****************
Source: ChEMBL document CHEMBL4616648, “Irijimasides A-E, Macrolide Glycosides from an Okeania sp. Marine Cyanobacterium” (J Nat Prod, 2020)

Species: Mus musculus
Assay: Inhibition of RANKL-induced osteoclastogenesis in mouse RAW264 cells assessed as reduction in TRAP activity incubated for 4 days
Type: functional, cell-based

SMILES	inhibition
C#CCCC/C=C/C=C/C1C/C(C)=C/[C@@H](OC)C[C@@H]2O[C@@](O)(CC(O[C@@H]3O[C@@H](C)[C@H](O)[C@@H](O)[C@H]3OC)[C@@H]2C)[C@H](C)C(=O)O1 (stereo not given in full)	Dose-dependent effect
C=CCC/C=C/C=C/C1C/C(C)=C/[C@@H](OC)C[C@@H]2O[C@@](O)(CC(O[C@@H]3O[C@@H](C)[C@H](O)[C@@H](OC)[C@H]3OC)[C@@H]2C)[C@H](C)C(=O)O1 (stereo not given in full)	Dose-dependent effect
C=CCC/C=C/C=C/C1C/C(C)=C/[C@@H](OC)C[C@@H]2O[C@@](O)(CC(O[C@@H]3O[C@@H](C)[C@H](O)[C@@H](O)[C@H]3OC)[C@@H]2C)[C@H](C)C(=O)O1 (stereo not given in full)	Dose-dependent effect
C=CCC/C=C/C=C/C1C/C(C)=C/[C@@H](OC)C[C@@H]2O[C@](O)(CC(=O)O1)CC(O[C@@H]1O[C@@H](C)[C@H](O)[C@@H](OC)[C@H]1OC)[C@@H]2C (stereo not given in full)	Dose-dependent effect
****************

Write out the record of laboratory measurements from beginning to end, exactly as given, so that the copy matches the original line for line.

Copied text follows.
Source: ChEMBL document CHEMBL4616648, “Irijimasides A-E, Macrolide Glycosides from an Okeania sp. Marine Cyanobacterium” (J Nat Prod, 2020)

Species: Mus musculus
Assay: Inhibition of RANKL-induced osteoclastogenesis in mouse RAW264 cells assessed as reduction in TRAP activity incubated for 4 days
Type: functional, cell-based

SMILES	inhibition
C#CCCC/C=C/C=C/C1C/C(C)=C/[C@@H](OC)C[C@@H]2O[C@@](O)(CC(O[C@@H]3O[C@@H](C)[C@H](O)[C@@H](O)[C@H]3OC)[C@@H]2C)[C@H](C)C(=O)O1 (stereo not given in full)	Dose-dependent effect
C=CCC/C=C/C=C/C1C/C(C)=C/[C@@H](OC)C[C@@H]2O[C@@](O)(CC(O[C@@H]3O[C@@H](C)[C@H](O)[C@@H](OC)[C@H]3OC)[C@@H]2C)[C@H](C)C(=O)O1 (stereo not given in full)	Dose-dependent effect
C=CCC/C=C/C=C/C1C/C(C)=C/[C@@H](OC)C[C@@H]2O[C@@](O)(CC(O[C@@H]3O[C@@H](C)[C@H](O)[C@@H](O)[C@H]3OC)[C@@H]2C)[C@H](C)C(=O)O1 (stereo not given in full)	Dose-dependent effect
C=CCC/C=C/C=C/C1C/C(C)=C/[C@@H](OC)C[C@@H]2O[C@](O)(CC(=O)O1)CC(O[C@@H]1O[C@@H](C)[C@H](O)[C@@H](OC)[C@H]1OC)[C@@H]2C (stereo not given in full)	Dose-dependent effect